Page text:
- Always use clean plates and utensils and wash and dry thoroughly between using for raw and cooked poultry. Never place cooked food back on the same plate or cutting board that previously held raw poultry.
- Also cook any poultry meat to 74°C using a meat thermometer in the thickest part or until the juices run clear and are no longer pink. Make sure frozen poultry is defrosted right through to the centre before cooking.
Here are some other tips about reducing your risk of food poisoning through cross contamination:
- When shopping, ensure raw meat, poultry, and seafood are in plastic bags and kept apart from other foods in your super market trolley, at check out and in your shopping bags.
- Place raw meat, poultry, and seafood in containers or sealed plastic bags in the fridge to prevent their juices from dripping onto other foods. Raw juices often contain harmful bacteria.
- Store eggs in their original carton and refrigerate as soon as possible.
- Wash and dry hands and surfaces often. Harmful bacteria can spread throughout the kitchen and get onto cutting boards, utensils, and counter tops.
- Wash hands with soap and hot water and dry thoroughly before and after handling food, and after using the bathroom, changing babies, or handling pets.
- Use hot, soapy water and paper towels or clean cloths to wipe up kitchen surfaces or spills. Wash cloths often in the hot cycle of your washing machine.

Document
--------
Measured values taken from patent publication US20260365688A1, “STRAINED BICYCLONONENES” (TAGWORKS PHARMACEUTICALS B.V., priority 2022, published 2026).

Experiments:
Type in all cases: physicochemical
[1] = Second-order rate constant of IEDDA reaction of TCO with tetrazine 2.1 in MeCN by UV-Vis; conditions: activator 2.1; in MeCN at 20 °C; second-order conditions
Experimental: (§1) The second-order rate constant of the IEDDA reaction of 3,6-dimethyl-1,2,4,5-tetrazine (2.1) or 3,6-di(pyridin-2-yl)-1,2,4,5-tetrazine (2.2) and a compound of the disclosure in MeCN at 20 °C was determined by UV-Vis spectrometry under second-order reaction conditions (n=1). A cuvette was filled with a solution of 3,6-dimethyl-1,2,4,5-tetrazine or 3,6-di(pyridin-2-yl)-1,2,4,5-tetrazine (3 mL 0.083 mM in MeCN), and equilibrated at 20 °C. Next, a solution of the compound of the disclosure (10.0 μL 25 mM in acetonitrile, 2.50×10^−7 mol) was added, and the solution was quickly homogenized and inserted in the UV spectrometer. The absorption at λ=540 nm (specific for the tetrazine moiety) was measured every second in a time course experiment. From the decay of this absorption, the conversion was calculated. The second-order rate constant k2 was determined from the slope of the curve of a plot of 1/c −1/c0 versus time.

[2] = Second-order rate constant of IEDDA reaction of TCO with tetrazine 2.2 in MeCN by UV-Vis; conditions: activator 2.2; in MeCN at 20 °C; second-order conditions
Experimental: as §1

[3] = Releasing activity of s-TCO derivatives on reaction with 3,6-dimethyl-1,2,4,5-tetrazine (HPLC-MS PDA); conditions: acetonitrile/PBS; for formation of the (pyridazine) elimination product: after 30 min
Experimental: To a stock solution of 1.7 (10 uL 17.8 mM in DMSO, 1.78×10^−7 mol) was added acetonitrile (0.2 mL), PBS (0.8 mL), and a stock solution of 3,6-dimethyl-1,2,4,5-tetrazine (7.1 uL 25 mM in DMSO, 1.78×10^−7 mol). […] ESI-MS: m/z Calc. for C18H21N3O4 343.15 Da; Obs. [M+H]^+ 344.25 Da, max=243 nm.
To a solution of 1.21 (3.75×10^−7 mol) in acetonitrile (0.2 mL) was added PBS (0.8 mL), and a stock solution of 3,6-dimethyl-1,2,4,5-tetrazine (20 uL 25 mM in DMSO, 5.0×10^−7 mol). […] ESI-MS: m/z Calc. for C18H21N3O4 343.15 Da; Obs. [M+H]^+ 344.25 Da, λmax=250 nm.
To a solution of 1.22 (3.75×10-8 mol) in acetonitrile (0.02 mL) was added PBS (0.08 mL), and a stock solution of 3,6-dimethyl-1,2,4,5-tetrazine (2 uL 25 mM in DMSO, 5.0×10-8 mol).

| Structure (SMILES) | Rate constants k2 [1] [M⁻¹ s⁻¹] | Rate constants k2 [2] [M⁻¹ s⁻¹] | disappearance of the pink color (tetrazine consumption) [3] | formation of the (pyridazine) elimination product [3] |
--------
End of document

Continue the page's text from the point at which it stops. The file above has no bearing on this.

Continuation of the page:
- Wash cutting boards, dishes, and counter tops with hot, soapy water and dry thoroughly after preparing each food item and before you go on to the next item.
- Always use a clean and dry cutting board and, if possible, use one cutting board for fresh produce and a separate one for raw meat, poultry, and seafood. Once cutting boards become excessively worn or develop hard-to-clean grooves, you should replace them.
- Marinade used on raw meat, poultry, or seafood should not be used on cooked foods, unless it is boiled just before using.
- Rinse fresh fruits and vegetables in running tap water to remove visible dirt and grime. Because bacteria can grow well on the cut surface of fruit or vegetables, be careful not to contaminate these foods while slicing them up on the cutting board.
CONTACT: Juliana Madden, Executive Officer: 0407 626 688, email@example.com
AUSTRALIAN FOOD SAFETY WEEK is the major activity of the Food Safety Information Council which aims to address the estimated 5.4 million cases of food borne illness in Australia each year.
Food poisoning results, on average, in 5.4 million cases a year including 120 deaths, 1.2 million visits to doctors, 300,000 prescriptions for antibiotics, and 2.1 million days of lost work each year. The estimated annual cost of food poisoning in Australia is $1.25 billion.
The Food Safety Information Council is Australia’s leading disseminator of consumer- targeted food safety information. It is a non-profit entity supported by the Australian Department of Health and Ageing, state and territory health and food safety agencies, local government, and leading professional, industry and community organisations.